When Frau Merkel opened the German gates to mass immigration in 2015 she was confident that Wir schaffen das (we can do it). What she probably had in mind was her nation’s ability to economically, politically and socially accommodate the new arrivals.

Nearly nine years later it is clear that she was wrong on all counts. Worse, new developments quickly emerged as unanticipated problems of crime, terrorism and community division took their toll on the native population.

The crime wave accompanying the new arrivals also presented the German authorities with a problem – how to “manage” the reporting and statistical accumulation of crimes committed by “refugees” who were predominately Islamic. The “we can do it” idea took on the new challenge and the government sought to cover up, as far as possible, the illegal activities to “protect” the public from – what we would call today – “misinformation”.

The Australian federal and state governments have, like so many European countries, adopted a similar methodology in dealing with Islamic crime, including terrorism.

Two recent experiences in Australia – the Sydney attack on the Assyrian bishop in April and the terrorist attack in Perth in early May, have confirmed the adopted official tactic in dealing with the aftermath of an Islamic terrorist attack. There are rules to follow and conventions to strictly observe and it appears that those authorities responsible for briefing the public, and the media reporting on the events, are well in tune with these requirements.

The bottom line of the “briefing tactic” is – separation and isolation. Every effort is to be made to detach the terrorist from mainstream Islam. Each rule is to include an element to isolate the offender from everyone else thus resulting in the removal of the motivation to enquire as to whether there may be something else involved.

The rules are as follows;

1/ When an Islamic terrorist attack occurs, never mention “Islam” or “Islamic”.

2/ If the offender is a teenager, allow the “young and stupid” implication to flow through the briefing – even if not actually stated.

3/ As soon as possible, introduce the claim of “radicalisation”. This has the immediate effect of isolating the offender from “normal” Islam thus avoiding the need to answer more searching questions.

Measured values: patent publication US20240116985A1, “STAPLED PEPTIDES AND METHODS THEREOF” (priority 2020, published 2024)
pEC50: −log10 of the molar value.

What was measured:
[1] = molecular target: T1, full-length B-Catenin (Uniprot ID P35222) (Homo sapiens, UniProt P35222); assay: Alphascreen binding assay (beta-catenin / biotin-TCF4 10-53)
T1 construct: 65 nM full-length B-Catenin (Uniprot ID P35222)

4/ Add “on the internet” to explain how the radicalisation occurred. The idea that an unknown and mysterious force of evil – somewhere out in the ether – twisted the mind of a young and vulnerable individual simply reinforces the separation objective. It removes responsibility from the local community into the dark world of the internet and the separation and isolation objective is now virtually achieved.  

To cap off the briefing exercise, there is one more vital component;

5/ Mental illness. This provides the coup de grace to the briefing and even offers some sympathy for the offender. In fact, an effective mental illness presentation could potentially wipe out any liability for the terrorist attack and the offender may be transformed into a victim.

While mental illness is a serious matter – e.g. the Bondi attacker who apparently did have a problem with some form of mental illness – this has unfortunately been used excessively to explain criminal events in Europe, particularly since 2015. By blaming “mental illness”, authorities relieve themselves from the need to offer alternative suggestions which may result in “uncomfortable” situations such as looking at verses from the Koran and other Islamic texts that may influence adherents of the faith to murder infidels.

Having followed the rules and informed the public accordingly, the mainstream media walk away from the real issue and the politicians in power mumble a few words (“there is no place in Australia blah blah) and further action is not required. The offender has been neatly packaged into a manipulated unfortunate individual and will now undergo a useless “deradicalization” program.

Naturally, the impact of Islamic law, the fundamental principles of Islam and the heaven-sent instructions to all Muslims will not receive a mention – that would be Islamophobic. With the Gaza war in full swing and western universities brimming with “useful idiots” and hateful professors, now is not the time for weak governments, such as ours, to look beyond the period until the next election.